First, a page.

Sunday, 10 July 2011

Review of The Cherry Orchard at The National Theatre

I mentioned before that I had booked a touch tour and audio description for a performance of The Cherry Orchard by Chekhov.  This has been playing at the National Theatre (NT) - .  So, with all the booking arrangements made, I went to the NT on my own via Waterloo Station. 

I was pleasantly surprised that all the staff at the NT, including the cafe and Information Desk, were aware that the touch tour for 12:30 on Saturday 9th July assembled at the second floor box office of the Olivier Theatre.  I was escorted to a cafe then the box office and met William who gave me the earphones for the audio description.  The earphones are based on an infra-red system which only works in a specific theatre within the NT complex.  I had visions of being in The Cherry Orchard listening to something else, such as a News of the World hack!  William pre-set the channel and explained that 15 minutes before the performance the audio description would outline the play.

Having been kitted out, the group assembled and we went back stage on to the set of The Cherry Orchard itself.  Ros, who is Head of the Access Department at the NT, gathered us in a semi-circle and then introduced us to Kenneth Cranham.  I recognised the voice instantly -it’s sort of gravelly and you can hear him on the John le Carre Smiley series from the BBC.  He plays Inspector Mendel.  Kenneth talked about the play and was joined by Zoe Wanamaker and other actors.  We discussed aspects of the roles within the play and the construction of the play itself, with comments on the background to Russia in 1904 and the general decline of landed estates, the coming of the railway, communications such as telephone and telegraph and electric light.

We then met the stage management and the wardrobe department and I was shown some of the incredible detail such as wallpaper, photographs, books, and a bookcase which is central to some of the action.  It was interesting to note that the NT makes some of its furniture and this bookcase had been ‘distressed’.  I could feel the candle wax on the surface and go inside some of the bureau compartments.  One of the stage management showed me the 'Russian' newspaper peeling from a rear wall which could only have been noticed by a few in the auditorium!  I was also told that the matchboxes were authentic as was the paper money.  The significance of the telegraph post was useful as a landmark which my peripheral vision could pick up.  Some of the costumes were also available to inspect and we then met the transcribers: Ros, Bridget and Neville (I think).  They explained how they interacted with the action on the play and as they had to do this on a live basis, it couldn’t always be scripted. 

The tour lasts about half an hour and there is about an hour before the performance so it’s possible to get a snack or rejoin your friends, if you’re sitting in the auditorium with others.  There is no need to sit in a designated area as the infrared earphones work in the auditorium.  I was assured that the earphones do not interfere with other peoples’ enjoyment of the play, so I didn’t notice a mass exit of the audience around me.  I was escorted to my seat and got a programme which I will have to ask someone to read, but wanted as souvenir.  The NT has large print cast lists and a version in Braille is available.  Information can of course be found on the NT website.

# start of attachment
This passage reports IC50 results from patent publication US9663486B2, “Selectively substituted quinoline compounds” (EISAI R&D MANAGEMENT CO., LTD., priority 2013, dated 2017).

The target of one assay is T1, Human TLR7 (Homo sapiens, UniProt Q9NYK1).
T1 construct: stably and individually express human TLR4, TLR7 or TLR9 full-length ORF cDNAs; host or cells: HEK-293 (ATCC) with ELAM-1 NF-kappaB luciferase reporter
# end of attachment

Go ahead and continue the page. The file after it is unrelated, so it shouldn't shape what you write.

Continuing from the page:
I’m not going to go into much detail of the play itself, but only to say this was Chekhov’s last play before he died and it reflects the usual issues of the interaction between family, class, money and developers.  These themes haven’t changed over a hundred years, so the play is still topical.  When chatting with the audience, I was able to remark that the describers indicated the name of every new character and used a variety of names by which each character is known in the play, for example: Mark Bonnar plays a character who is referred to by a first name and a patronym, so this is a possible double confusion which the describers neatly avoid, though Mark’s Scottish accent is genuine (I heard an American remark how wonderfully his Scottish lilt had been rendered in the play ... in much the same way as Scottish accents are used in some of the Aristophanes comedies whenever a Spartan is playing). 

I found I could take the earphones off as you can hear the theatre audio line directly.  As the play begins, I had a 45 degree audio line, which opened up to about 80 degrees when the set on the Olivier was fully opened.  The play starts very much in the form of a Greek tragedy, with a scena and a door and this is transformed into an open stage during the first part of the play.  As we had passed through the backstage area, we had been aware of the props and these were described as they were used in the play itself at key moments when the dialogue would not be so helpful.  Having the headset under my own control meant that I could take it off and on and I usually put it on when there was a music cue or a lighting change, which I can detect. Without giving away the ending of the play, I would say that the final 10 minutes should be used in conjunction with the earphones.  I find I can be a pest when asking ‘What happened?” at the end, but it’s not always obvious and unlike the Seagull, there is no additional sound effect. 

A very big thank you to the NT Access Department for both the touch tour and the audio described performance.  This certainly makes going to the theatre on one's own viable, but also socially enjoyable.  You don't have to ask friends to read the programme notes and can concentrate on the bar instead!